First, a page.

Q: But you do offer a lot of needed drugs. Which are most requested?

A: The most urgent need is for medication providing daily maintenance, such as oral diabetes prescriptions. Other big requests are for medications for hypertension and mental health management. And we get a surprisingly large amount of requests for inhalers.

Q: Please take us through the process, from receiving the medications to processing them and so forth?

A: After boxes of medications arrive, we quarantine everything for 24 hours. Our volunteer licensed pharmacists conduct safety checks on all of them to assure that they really are not expired and that the medications are the medications they say they are. They make sure there are no controlled substances and no recalls, and that the tamper-proof packaging truly is tamper-proof, with no evidence of anything being open. The medications are then logged into inventory, then organized by type.

Q: You have managed to do all this with just one employee, a project manager?

A: Yes, aside from our paid project manager, we are all volunteers, including our pharmacists. But we just received $50,000 from the Otto Bremer Foundation and we're planning to use it to hire a part-time pharmacist. Having a dedicated pharmacist on staff will be extremely helpful.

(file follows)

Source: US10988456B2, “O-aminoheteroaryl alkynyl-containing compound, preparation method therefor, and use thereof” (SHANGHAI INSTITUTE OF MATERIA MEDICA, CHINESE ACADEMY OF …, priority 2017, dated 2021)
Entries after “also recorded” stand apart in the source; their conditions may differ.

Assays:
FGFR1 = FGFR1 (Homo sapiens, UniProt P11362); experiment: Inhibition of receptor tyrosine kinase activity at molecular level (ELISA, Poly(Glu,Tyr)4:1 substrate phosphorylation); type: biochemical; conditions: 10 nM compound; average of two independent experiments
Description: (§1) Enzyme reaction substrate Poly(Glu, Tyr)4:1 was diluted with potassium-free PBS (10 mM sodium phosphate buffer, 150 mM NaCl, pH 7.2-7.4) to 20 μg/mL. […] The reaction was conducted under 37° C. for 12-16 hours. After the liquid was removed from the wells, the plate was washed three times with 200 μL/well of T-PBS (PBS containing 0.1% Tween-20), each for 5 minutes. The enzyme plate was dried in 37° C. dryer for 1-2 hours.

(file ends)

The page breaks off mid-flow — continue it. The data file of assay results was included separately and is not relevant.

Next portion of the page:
Q: We hear so much about the devastating impact of prescription drug abuse. How are you tackling that with RoundtableRx?

A: All drugs carry a risk and we're operating within a system that is, hopefully, doing its job. Our concern, however, is when people are unable to take their medications as prescribed because they don't have access to them due to lack of health care coverage or funds to pay for them. In 2017, Minnesota's uninsured rate increased from 4.3 to 6.3 percent, leaving approximately 350,000 people without coverage, according to the Minnesota Department of Health. COVID-19 has exacerbated the issue, causing even more individuals to lose coverage and face difficulties affording the medications they need.

Q: How many other states have similar programs?

A: We've modeled ourselves after Iowa, which has had a program for 10 years and has repurposed nearly $18 million of medication. A nonprofit called SIRUM runs programs in California, Georgia and multiple other states and they helped us with our legislation. Wyoming was really helpful in the beginning, as was Oklahoma.

Q: Might you ever be able to accept unexpired medications from the general public?

A: At some point. We are legally allowed to do that now, but there is a lot of work required to do so. Donors are required to talk with a licensed pharmacist, fill out a questionnaire, follow safety requirements and so on. It's a big lift for us to receive anything from the public because safety is our top concern.

Q: What makes you most proud?

A: When I'm sending a medication out the door and I know the patient wouldn't have received the medication without our program. Ours aren't exciting medications, but they're medications that make a difference; inhalers, diabetes drugs. People just get to take the medications they need. That's been extremely powerful to me.